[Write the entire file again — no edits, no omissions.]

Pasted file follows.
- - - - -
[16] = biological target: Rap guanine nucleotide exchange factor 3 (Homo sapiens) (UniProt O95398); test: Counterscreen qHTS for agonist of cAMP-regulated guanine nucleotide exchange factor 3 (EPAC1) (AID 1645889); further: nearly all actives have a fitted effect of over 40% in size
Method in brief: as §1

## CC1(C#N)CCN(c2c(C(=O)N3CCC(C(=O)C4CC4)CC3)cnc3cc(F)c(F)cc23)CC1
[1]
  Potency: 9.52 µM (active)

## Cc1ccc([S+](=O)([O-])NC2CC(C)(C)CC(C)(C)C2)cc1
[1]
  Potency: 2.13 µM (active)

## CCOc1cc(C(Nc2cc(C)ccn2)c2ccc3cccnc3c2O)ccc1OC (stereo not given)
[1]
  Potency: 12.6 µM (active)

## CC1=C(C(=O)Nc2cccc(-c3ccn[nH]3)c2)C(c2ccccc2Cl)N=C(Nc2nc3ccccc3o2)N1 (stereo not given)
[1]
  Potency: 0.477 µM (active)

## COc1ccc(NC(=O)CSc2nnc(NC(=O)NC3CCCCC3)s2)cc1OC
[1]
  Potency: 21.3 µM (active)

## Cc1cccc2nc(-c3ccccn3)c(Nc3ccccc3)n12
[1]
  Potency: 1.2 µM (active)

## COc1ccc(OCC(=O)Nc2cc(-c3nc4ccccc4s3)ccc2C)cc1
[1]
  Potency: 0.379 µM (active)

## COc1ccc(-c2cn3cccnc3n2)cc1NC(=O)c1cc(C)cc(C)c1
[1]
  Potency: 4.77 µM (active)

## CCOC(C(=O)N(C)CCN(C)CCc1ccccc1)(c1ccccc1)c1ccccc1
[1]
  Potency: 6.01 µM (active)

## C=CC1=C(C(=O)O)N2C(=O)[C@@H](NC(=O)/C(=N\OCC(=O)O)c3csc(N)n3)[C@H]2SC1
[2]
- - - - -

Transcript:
[16] = biological target: Rap guanine nucleotide exchange factor 3 (Homo sapiens) (UniProt O95398); test: Counterscreen qHTS for agonist of cAMP-regulated guanine nucleotide exchange factor 3 (EPAC1) (AID 1645889); further: nearly all actives have a fitted effect of over 40% in size
Method in brief: as §1

## CC1(C#N)CCN(c2c(C(=O)N3CCC(C(=O)C4CC4)CC3)cnc3cc(F)c(F)cc23)CC1
[1]
  Potency: 9.52 µM (active)

## Cc1ccc([S+](=O)([O-])NC2CC(C)(C)CC(C)(C)C2)cc1
[1]
  Potency: 2.13 µM (active)

## CCOc1cc(C(Nc2cc(C)ccn2)c2ccc3cccnc3c2O)ccc1OC (stereo not given)
[1]
  Potency: 12.6 µM (active)

## CC1=C(C(=O)Nc2cccc(-c3ccn[nH]3)c2)C(c2ccccc2Cl)N=C(Nc2nc3ccccc3o2)N1 (stereo not given)
[1]
  Potency: 0.477 µM (active)

## COc1ccc(NC(=O)CSc2nnc(NC(=O)NC3CCCCC3)s2)cc1OC
[1]
  Potency: 21.3 µM (active)

## Cc1cccc2nc(-c3ccccn3)c(Nc3ccccc3)n12
[1]
  Potency: 1.2 µM (active)

## COc1ccc(OCC(=O)Nc2cc(-c3nc4ccccc4s3)ccc2C)cc1
[1]
  Potency: 0.379 µM (active)

## COc1ccc(-c2cn3cccnc3n2)cc1NC(=O)c1cc(C)cc(C)c1
[1]
  Potency: 4.77 µM (active)

## CCOC(C(=O)N(C)CCN(C)CCc1ccccc1)(c1ccccc1)c1ccccc1
[1]
  Potency: 6.01 µM (active)

## C=CC1=C(C(=O)O)N2C(=O)[C@@H](NC(=O)/C(=N\OCC(=O)O)c3csc(N)n3)[C@H]2SC1
[2]